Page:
The cross is central in Mark’s Gospel, determining everything about the character of Jesus, God, and discipleship to God’s Son.
The cross also orients leadership among God’s people.
Then James and John, the sons of Zebedee, came to him. “Teacher,” they said, “we want you to do for us whatever we ask.” “What do you want me to do for you?” he asked. They replied, “Let one of us sit at your right and the other at your left in your glory.” “You don’t know what you are asking,” Jesus said. “Can you drink the cup I drink or be baptized with the baptism I am baptized with?” “We can,” they answered. Jesus said to them, “You will drink the cup I drink and be baptized with the baptism I am baptized with, but to sit at my right or left is not for me to grant. These places belong to those for whom they have been prepared.” When the ten heard about this, they became indignant with James and John. Jesus called them together and said, “You know that those who are regarded as rulers of the Gentiles lord it over them, and their high officials exercise authority over them. Not so with you. Instead, whoever wants to become great among you must be your servant, and whoever wants to be first must be slave of all. For even the Son of Man did not come to be served, but to serve, and to give his life as a ransom for many” (Mark 10:35-45).
I’m always stunned when I see books on Christian leadership that begin with “leadership principles” taken from corporate business models and sprinkle Bible verses here and there.
For Mark, the way of the cross subverts all other ways. It is antithetical to the world’s way of power, prestige, self-advancement, self-promotion, and domination of others.
There is certainly much to say about leadership in churches and Christian organizations. But the cross must be the first thing that is said. And the last thing. And it must orient and saturate everything in-between.
If the Lord of all gives his life for the flourishing of others, then those who lead on his behalf must do so from a basic orientation of self-giving love.
4 thoughts on “Leadership Oriented by the Cross”
Haddon Anderson (@HaddonAnderson)
This post was very timely as I’m currently in a Ministry Leadership class. One of the books is entitled “In Pursuit of Great AND Godly Leadership” by Mike Bonem. It stresses the need for godly forms of leadership while also embracing “great” forms from the corporate world. He argues that “great can be the enemy of godly” (when business models begin to dominate) and that “godly can be the enemy of great” (when perhaps a leader takes a lazy approach and expects God to make up for the poor effort/planning).
The book’s argument is well-constructed and I am seeing potential ways where a corporate model could be helpful (such as doing community analysis to identify specific city needs). Such efforts open the door for more cultural awareness and effectiveness in ministry.
However, I am concerned when the nature of the Cross is essentially unmentioned or at least on mute. As you alluded to, this is often apparent in Christian books on leadership. The foundation is often upon the “principles” rather than the Cross redefining and reshaping everything.
Do you think corporate models should play a role in ministry leadership, as long as they’re not the foundation or the first thing said?
Heavy question, I know. Would just appreciate your general thoughts.
Or, write a book on Cross-shaped leadership. I’d gobble it up! 🙂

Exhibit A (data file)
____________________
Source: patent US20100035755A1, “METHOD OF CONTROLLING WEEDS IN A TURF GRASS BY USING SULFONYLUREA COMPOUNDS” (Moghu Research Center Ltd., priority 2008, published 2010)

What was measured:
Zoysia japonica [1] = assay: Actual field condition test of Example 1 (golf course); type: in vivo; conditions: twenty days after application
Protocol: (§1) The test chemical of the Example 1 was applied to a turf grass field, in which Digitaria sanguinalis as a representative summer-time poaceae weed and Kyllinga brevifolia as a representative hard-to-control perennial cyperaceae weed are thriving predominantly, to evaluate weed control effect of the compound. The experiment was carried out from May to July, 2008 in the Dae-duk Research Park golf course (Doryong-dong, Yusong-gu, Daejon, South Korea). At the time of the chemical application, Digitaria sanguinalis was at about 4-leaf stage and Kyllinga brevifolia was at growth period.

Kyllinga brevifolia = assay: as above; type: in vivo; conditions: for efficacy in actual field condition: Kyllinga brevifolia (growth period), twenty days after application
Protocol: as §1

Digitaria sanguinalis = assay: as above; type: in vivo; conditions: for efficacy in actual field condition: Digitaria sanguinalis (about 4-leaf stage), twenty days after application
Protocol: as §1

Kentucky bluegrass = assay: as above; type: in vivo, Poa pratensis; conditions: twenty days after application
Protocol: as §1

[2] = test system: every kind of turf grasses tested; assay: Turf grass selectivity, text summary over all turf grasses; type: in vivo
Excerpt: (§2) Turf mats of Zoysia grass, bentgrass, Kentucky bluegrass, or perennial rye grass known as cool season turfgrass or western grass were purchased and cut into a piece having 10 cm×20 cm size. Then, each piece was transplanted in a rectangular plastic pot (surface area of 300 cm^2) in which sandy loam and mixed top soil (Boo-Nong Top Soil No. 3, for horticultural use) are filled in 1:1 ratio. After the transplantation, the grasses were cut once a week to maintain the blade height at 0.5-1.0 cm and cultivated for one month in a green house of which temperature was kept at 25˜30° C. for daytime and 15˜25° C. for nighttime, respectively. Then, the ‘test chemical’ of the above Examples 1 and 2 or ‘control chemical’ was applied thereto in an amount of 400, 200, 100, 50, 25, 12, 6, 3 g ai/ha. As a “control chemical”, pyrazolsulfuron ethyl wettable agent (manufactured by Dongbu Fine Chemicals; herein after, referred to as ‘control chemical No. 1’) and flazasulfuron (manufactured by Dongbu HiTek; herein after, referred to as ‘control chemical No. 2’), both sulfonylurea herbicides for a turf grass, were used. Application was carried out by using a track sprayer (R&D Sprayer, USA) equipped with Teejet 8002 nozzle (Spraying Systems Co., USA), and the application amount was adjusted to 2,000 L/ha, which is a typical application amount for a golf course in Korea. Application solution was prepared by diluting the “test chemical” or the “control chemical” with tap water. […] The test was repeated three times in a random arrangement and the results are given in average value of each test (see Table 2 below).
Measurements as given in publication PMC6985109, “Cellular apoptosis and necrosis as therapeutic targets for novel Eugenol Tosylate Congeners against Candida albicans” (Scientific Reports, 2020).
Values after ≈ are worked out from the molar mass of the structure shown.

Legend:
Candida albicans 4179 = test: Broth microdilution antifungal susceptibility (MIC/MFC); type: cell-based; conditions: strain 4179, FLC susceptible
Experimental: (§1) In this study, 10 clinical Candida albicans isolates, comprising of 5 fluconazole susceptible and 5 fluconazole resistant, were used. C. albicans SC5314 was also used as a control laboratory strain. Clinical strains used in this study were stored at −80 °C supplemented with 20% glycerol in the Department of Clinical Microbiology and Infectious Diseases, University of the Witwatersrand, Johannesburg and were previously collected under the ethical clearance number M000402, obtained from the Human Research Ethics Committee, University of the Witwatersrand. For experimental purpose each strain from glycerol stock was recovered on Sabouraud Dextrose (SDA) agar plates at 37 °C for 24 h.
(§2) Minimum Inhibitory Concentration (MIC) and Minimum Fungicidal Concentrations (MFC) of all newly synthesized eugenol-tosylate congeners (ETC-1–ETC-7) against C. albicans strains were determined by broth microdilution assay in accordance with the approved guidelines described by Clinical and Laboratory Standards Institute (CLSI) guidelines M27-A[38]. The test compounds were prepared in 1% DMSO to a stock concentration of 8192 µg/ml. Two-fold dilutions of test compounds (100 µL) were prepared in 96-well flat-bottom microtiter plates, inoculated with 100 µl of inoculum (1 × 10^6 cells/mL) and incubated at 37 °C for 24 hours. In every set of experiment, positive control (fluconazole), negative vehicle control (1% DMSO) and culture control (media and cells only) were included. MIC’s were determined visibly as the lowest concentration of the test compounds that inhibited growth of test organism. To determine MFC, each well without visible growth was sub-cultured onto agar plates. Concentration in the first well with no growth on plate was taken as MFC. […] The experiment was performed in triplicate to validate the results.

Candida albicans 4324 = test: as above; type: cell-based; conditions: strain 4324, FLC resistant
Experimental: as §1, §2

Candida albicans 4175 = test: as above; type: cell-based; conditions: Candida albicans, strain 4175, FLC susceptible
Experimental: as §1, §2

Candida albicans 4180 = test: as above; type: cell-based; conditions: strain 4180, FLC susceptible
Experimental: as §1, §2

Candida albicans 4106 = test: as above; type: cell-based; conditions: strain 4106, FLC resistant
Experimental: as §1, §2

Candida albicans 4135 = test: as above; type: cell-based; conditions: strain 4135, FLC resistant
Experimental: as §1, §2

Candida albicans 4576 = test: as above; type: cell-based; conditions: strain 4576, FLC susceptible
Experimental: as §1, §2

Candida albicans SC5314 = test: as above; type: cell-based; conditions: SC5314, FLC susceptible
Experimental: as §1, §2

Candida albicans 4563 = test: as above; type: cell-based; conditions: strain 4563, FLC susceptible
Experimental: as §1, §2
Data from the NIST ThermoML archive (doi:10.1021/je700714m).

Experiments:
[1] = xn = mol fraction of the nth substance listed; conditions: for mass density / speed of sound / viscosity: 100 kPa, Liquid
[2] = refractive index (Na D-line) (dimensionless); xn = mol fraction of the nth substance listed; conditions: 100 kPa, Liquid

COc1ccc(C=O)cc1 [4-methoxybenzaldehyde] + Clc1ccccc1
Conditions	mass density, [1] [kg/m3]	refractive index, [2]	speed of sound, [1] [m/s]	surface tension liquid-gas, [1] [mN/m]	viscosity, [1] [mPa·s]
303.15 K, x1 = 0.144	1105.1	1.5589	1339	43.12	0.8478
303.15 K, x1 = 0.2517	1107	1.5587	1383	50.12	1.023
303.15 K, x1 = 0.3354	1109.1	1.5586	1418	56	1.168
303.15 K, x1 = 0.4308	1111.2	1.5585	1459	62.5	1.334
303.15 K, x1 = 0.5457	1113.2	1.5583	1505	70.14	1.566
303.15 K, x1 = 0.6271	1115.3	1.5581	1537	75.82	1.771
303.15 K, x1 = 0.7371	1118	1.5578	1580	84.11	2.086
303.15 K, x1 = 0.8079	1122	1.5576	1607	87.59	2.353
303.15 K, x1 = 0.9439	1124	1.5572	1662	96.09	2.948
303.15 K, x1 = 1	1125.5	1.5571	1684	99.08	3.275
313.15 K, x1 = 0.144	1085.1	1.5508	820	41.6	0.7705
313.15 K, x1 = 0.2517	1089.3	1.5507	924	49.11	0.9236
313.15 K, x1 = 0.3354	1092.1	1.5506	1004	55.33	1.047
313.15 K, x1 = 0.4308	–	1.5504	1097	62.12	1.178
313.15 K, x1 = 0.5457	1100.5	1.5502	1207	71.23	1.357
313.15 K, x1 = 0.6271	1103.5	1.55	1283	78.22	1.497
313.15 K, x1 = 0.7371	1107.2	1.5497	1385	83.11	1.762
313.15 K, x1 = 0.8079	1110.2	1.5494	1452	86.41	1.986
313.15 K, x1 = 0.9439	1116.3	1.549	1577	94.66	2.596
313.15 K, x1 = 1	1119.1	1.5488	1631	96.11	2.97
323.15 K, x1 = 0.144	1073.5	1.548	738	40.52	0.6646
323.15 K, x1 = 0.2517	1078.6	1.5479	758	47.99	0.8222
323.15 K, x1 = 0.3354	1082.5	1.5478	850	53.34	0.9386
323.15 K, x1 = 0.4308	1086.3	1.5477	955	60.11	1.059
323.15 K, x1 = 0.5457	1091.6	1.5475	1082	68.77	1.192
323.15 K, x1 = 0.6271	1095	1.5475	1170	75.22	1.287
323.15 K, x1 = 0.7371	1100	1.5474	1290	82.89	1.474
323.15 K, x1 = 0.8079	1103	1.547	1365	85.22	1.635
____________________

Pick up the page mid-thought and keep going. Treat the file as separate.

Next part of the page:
Great question, Haddon. I don’t like those categories, actually. I don’t see any downside to godliness or cross-oriented leadership. It’s not that the cross implies any sort of lazy or ‘hands-off’ approach to anything. In fact, a cruciform approach to ministry would demand that churches and leaders are sensitive to one another’s needs, the needs in their churches, and the needs in their neighborhoods. And cross-shaped godliness takes the initiative to serve creatively, to come up with ways of serving that draw upon the power of the cross, serve people, and radiate joy to the server and the served.
I’d agree that we do indeed see initiative and creativity in secular leaders, but it’s not that initiative and creativity can’t be found among cross-oriented people.
I think it’s a mistake to equate cruciformity with being passive, or with being ‘hands-off’, or being defeatist. Being cruciform is taking the initiative and acting boldly, but in ways that aren’t triumphalistic, self-promoting, self-advancing, and dominating of others. There are ways of taking creative steps that include others, invite participation, and share around credit and praise, while glorifying God.
So, I’m far more suspicious of secular models, and I’m seriously disappointed in the lack of creativity among Christian leaders to come up with initiatives that draw upon the cross and radiate resurrection power.
Haddon Anderson (@HaddonAnderson)
Thanks so much for this. So helpful. You’ve helped me reach this conclusion: if church leadership is lacking, leaders shouldn’t run to the secular world to pick up the most effective models. They should rather rethink if the cross is genuinely transforming their models of ministry. That’s the issue!
This all makes me wonder about resurrection power in our communities. Secular models are too often implemented when the core need is cruciformity. It seems apparent that this dynamic puts a strain on the resurrection power that our settings ultimately need.
It’s a tragedy that the imaginations of Christian leaders (and Christians generally) have been deadened or captured by categories that are assumed to be well-established, and in such ways that possibilities aren’t even considered. It’s hard work, and it runs against the grain, but we need to put in the time to brainstorm and come up with creative initiatives that are new creation-oriented, cruciform, life-giving, and Jesus-shaped.